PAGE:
Those In Prison and Jail Are Last, So They Shall Be First

Solitary Confinement should not be a tool used by prisons or jails.  It serves no rational purpose for discipline, protection or any other reason and must cease.  The bills that were introduced by Senator Lesniak and Assemblywoman Pinkin, that passed both the Senate and Assembly, should be signed into law by Governor Christie.  If he will not sign it, I will sign it—or I’ll work to support an even stronger bill.

The Office of the Public Advocate should be reopened and prepared to receive grievances from inmates, their families, and human rights advocates.

Meaningful reform must take place to ensure Black and Latino children are not disproportionately waived to the adult system. 

Meaningful re-entry services should begin in earnest on the day of entry into prison/jail.  Prison serves as a tool of correction, which means it should also be a launch pad for meaningful opportunities to live a better, safer life. 

Minimum wage jobs (or better) should start during a prison sentence.  Currently those who are serving time are paid slave-wages.  Especially with the racial disparities that exist in our criminal justice system the resemblance of people working for virtually no pay, at the expense of rich owners, or the state, brings back haunting memories.  No prison system should present opportunities for market investment or economic growth.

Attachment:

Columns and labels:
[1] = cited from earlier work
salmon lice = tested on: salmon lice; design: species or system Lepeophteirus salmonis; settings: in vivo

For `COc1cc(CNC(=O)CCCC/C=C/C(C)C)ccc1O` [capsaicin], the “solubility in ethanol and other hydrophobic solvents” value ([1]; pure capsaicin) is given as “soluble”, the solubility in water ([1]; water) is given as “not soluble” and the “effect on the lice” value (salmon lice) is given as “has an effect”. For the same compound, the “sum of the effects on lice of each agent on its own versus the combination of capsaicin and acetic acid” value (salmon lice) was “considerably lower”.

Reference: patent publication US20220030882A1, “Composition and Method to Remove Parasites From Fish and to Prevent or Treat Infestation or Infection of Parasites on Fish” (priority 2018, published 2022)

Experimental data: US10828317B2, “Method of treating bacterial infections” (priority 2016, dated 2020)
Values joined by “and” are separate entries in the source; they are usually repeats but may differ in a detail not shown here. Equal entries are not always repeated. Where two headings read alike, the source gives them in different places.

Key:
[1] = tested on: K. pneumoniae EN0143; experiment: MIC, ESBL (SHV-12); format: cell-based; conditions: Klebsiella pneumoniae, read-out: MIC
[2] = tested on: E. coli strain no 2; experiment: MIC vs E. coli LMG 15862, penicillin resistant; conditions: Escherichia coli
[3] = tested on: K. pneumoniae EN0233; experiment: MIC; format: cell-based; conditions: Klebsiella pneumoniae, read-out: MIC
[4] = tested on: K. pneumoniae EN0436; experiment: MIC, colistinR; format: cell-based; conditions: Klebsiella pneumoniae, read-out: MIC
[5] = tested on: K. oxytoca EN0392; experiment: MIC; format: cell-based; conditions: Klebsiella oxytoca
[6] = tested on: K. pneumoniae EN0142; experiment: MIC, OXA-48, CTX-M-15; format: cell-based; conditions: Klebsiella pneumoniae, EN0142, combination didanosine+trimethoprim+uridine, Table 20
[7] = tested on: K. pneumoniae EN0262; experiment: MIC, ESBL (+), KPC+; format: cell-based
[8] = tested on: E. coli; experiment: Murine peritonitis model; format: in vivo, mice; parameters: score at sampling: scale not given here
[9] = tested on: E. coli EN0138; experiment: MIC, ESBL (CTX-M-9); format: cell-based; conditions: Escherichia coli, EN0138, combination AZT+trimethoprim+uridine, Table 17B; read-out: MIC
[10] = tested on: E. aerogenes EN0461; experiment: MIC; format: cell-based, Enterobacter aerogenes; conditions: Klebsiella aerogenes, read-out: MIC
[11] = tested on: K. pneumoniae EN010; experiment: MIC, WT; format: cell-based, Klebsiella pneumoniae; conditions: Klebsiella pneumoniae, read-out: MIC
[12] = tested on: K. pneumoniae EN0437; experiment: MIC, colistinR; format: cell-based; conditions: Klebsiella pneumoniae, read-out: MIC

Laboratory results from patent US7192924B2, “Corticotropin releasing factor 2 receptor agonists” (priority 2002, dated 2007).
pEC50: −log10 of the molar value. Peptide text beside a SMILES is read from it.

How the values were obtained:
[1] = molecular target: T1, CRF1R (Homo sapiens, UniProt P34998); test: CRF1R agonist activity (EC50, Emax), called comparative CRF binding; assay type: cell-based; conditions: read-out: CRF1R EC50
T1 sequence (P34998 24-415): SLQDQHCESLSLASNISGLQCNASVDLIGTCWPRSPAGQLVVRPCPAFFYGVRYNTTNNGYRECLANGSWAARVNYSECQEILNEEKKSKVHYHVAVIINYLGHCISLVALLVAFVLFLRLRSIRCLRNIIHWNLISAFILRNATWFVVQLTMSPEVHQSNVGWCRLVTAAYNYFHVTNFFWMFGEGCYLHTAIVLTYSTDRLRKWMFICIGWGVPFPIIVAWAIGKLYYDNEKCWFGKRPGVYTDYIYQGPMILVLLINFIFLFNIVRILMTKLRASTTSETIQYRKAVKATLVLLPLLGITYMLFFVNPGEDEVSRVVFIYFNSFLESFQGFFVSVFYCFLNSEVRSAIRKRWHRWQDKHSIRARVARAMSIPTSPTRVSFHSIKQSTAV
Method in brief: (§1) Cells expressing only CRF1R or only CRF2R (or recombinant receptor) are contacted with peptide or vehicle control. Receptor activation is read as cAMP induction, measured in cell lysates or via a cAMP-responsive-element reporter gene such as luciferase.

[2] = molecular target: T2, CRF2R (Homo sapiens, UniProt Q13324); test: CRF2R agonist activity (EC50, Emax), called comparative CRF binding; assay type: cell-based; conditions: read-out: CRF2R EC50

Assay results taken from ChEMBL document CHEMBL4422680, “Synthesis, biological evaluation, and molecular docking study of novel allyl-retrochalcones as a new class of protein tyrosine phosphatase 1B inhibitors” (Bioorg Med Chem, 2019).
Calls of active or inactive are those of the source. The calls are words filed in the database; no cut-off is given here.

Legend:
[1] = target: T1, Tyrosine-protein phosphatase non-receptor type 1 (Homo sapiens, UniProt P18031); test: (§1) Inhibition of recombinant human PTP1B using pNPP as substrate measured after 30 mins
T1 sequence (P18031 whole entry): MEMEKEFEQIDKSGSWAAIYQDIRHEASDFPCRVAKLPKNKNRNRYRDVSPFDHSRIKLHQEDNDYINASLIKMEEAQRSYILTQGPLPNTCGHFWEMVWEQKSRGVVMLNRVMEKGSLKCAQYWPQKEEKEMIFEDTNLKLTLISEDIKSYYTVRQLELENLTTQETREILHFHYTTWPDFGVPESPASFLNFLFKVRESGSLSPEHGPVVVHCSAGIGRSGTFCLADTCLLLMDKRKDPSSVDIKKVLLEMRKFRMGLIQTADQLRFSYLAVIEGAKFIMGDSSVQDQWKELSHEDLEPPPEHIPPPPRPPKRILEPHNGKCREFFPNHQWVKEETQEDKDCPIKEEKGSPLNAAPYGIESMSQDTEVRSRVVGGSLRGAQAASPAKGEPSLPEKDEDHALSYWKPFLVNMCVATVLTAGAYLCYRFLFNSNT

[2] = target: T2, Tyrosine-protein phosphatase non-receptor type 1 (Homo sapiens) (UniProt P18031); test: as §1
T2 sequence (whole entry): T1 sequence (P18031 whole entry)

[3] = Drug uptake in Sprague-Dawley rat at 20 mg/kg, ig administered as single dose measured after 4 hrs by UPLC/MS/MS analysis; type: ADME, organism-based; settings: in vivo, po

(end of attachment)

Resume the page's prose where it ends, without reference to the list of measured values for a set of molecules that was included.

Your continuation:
Exorbitant commissary and phone card prices in jail and prison must cease. 

Meaningful support for children with an incarcerated parent needs to be implemented.  When a parent is incarcerated it impacts the life of his or her children.  An imprisoned parent should still be able to do paid work, inside, that results in child support for children on the outside. 

All citizens should be able to vote.  A felony conviction should not limit this right.  In a state where the racial injustice in our criminal justice system is so clearly documented we should not allow the state to suppress voters from the polls because of felony convictions.  New Jersey’s racial disparity in State Prisons is the worst of all 50 states.  Prisoners should have a say in who leads the government, and a voice in policymaking, just like everyone else.  This is the case in Maine and Vermont and my Administration would push for this in New Jersey as well. 

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